Human resources are an important factor of production. People possessing energy and physical strength alone do not become human resources. People become human resources when they combine physical strength with competencies. Competencies consist of knowledge, skills, attitude, and potential for growth.
Qualitative aspects, rather than quantitative aspects, of human resources, are important for the growth of entrepreneurship. New ventures need to be managed. Skilled and qualified human resources are needed to manage innovation. Skilled human resources tend to be more mobile and productive.
Lack of low-cost human resources, however, does not prevent the growth of entrepreneurship. Capital-intensive techniques can be used. Similarly, labor-saving technologies can be used if the labor is of the high cost. Japan and USA are using robots to deal with the problem of the high cost of labor.
Production is not possible without raw materials. The easy availability of raw materials facilitates the growth of entrepreneurship. Modern economics, however, are getting service-oriented. The lack of raw materials does not prevent the growth of entrepreneurs whose products are services, ideas, experiences, and information.
Raw materials can be imported. Technological innovations can compensate for raw material inadequacies. Japan, Hong Kong, Singapore, Korea and Taiwan present examples where raw material scarcity led to technology-oriented entrepreneurship growth.
A market consists of all potential customers having wants. They possess the ability and willingness to engage in exchange to satisfy wants. All products need to be market.
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The market size and potential influences the growth of entrepreneurship. Entrepreneurship generally starts a new venture to satisfy the unmet needs of the customers or to better satisfy their current needs. The size, composition, and growth of the market influence the growth of entrepreneurship.
In modern times, entrepreneurship is by no means limited by the limitation of local markets. The emergence of regional groupings. Such as SAARC and ASEAN has facilitated the growth of regional markets. The growing wave of globalization has been creating the world as one market.
The revolution in transport and communications has substantially lowered logistics cost. This has facilitated access to foreign markets for entrepreneurs.
Entrepreneurs generally practice niche marketing. They focus on those parts of target markets where needs remain unmet.
The competitive environment facilitates the growth of entrepreneurship. Monopoly, oligopoly and monopolistic competition restrict the growth of entrepreneurship. So do licensing requirements. They restrict entry and mobility.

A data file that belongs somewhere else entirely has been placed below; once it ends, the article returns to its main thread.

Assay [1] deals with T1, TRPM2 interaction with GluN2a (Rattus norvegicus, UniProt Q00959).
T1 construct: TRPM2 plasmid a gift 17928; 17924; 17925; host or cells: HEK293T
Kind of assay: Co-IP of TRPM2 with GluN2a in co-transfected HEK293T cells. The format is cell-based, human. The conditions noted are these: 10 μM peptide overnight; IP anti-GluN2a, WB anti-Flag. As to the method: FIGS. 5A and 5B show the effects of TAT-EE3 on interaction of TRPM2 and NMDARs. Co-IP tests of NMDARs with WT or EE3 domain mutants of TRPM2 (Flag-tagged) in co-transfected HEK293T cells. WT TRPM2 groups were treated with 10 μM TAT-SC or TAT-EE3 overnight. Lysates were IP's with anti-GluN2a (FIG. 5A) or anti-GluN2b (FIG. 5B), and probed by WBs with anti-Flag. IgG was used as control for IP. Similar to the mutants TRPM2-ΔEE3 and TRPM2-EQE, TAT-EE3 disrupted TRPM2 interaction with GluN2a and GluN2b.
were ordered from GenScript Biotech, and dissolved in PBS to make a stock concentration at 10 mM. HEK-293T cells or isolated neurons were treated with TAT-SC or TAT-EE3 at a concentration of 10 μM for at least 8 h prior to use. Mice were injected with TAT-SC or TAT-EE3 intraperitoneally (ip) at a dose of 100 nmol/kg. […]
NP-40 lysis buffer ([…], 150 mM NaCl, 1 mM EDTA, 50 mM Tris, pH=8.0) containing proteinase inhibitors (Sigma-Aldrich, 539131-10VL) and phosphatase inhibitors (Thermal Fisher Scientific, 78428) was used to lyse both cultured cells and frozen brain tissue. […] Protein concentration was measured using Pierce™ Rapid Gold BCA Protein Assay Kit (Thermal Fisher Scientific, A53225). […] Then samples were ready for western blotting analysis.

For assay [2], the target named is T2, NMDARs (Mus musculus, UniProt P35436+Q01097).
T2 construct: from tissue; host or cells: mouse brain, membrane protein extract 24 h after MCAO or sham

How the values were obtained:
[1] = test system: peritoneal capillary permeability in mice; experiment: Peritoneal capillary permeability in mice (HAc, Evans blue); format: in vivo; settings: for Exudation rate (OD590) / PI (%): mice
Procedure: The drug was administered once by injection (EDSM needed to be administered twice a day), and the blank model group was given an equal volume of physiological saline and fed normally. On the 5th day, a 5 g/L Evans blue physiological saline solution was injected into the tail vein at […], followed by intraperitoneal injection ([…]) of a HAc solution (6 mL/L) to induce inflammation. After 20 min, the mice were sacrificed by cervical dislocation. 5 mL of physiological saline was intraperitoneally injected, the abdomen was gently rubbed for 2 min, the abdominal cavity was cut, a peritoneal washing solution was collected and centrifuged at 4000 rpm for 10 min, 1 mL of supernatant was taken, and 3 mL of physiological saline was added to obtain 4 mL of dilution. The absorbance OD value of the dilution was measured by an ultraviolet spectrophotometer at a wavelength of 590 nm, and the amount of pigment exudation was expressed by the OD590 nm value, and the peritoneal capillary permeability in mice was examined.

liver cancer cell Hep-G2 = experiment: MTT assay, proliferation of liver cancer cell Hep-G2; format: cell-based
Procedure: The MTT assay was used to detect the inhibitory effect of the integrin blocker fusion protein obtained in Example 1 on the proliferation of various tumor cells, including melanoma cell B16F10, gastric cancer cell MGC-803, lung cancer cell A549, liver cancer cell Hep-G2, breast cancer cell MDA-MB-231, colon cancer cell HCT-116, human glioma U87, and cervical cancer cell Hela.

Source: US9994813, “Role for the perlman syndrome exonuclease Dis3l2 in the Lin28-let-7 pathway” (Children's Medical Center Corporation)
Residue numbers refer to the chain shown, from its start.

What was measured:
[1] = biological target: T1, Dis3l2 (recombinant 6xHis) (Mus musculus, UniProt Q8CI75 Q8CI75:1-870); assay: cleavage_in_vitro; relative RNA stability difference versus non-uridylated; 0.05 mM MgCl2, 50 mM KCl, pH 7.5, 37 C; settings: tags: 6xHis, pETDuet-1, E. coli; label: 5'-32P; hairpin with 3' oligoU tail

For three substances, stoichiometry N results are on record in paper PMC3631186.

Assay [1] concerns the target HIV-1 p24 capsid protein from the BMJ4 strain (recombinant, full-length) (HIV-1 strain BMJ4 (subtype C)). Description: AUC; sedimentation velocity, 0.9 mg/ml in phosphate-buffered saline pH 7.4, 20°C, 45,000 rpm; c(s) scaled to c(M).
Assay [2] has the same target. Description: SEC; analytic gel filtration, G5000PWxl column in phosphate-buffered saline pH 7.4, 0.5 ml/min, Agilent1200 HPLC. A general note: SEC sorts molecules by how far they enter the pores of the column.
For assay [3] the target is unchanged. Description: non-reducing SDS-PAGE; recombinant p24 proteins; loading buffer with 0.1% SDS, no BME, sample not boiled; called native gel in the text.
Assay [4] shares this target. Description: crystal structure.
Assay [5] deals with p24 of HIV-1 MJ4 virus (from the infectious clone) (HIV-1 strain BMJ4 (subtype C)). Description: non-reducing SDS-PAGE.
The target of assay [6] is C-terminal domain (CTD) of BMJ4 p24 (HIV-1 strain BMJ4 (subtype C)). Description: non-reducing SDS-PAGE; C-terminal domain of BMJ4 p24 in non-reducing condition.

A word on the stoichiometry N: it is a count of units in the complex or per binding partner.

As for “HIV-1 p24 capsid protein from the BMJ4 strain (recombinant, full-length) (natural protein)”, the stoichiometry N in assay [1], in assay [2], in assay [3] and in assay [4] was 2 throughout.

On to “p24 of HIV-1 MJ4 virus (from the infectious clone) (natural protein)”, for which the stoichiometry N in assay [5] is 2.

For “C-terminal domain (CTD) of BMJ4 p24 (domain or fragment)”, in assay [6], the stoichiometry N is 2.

Competition can be in terms of products or geographic. A competitor is a firm in the market selling a product which is perceived as sustainable by buyers.
Entrepreneurs survive and grow through competitive advantage. This advantage can be in terms of quality, cost, price or image. Markets with cut-throat competition do not attract entrepreneurs. Globalization has brought competition, everyone.
Entrepreneurs have a greater chance of success in rapidly changing high growth industries. They go for market niches with a differentiated product.
Models of Competitions
Monopoly: One firm provides one product.
Oligopoly: Small number of large provide similar products.
Monopolistic: Many small firms offer differentiated products.
Pure Competition: Many small firms offer the same products.
The franchise is a contract which grants the right to use a brand name for royalty. It can be for product, service and entire business enterprise. Advantages of the franchise are:
Training and Guidance: They are provided by the franchiser. Professional management training is given to the owner and the staff. Continuing is provided is provided. Quality assurance is also provided.
Brand Name Appeal: The franchiser’s brand name appeals to the customer. The national advertising by the franchiser creates such brand name appeal. The layout facilitates and decorations are standardized.
Successful Track Record: Most franchises have a successful track record. The person buying the franchise is generally assured of success.
Financial Assistance: The franchiser also provides financial assistance to run the operations. The banks and financial institutions associate franchise operations with low risk.
– Internet franchising is growing in recent years for communications and advertising.
– Fast food and retailing are the stars of franchising.
Non-Economic Factors affecting Entrepreneurship Growth
Economic factors are important but not sufficient conditions for entrepreneurship growth. The influence of economic factors depends on the supportive role of non-economic factors for entrepreneurship growth.
Non-economic factors are all the political, social, psychological and technological surroundings that affect entrepreneurship. The important non-economic factors are:
The non-economic factors affecting entrepreneurship are mutually dependent and mutually reinforcing. A single factor on its own cannot effective for the growth of entrepreneurship.
Political factors are related to the management of public affairs. They also include legal factors consisting of laws, rules, and regulations. They define what entrepreneurs can and cannot do.
The important political factors are:
- Government Policies: Government policies and actions can help or hinder entrepreneurship growth. Public policies, related to industries, trade, energy, technology, tourism, labor, and taxation can promote or constrain entrepreneurship.
- Government Auctions: The government actions can promote entrepreneurship by developing infrastructure, such as roads, industrial districts, communication networks, etc. It can also provide utilities, such as water, electricity, and sewerage facilitates at low rates.
– The government actions can provide incentives, subsidies, and concessions to prospective entrepreneurs. It can also provide special packages, cheap finance, and training program.
– The government actions can decrease state participation in economic activities through privatization and outsourcing. They promote entrepreneurship.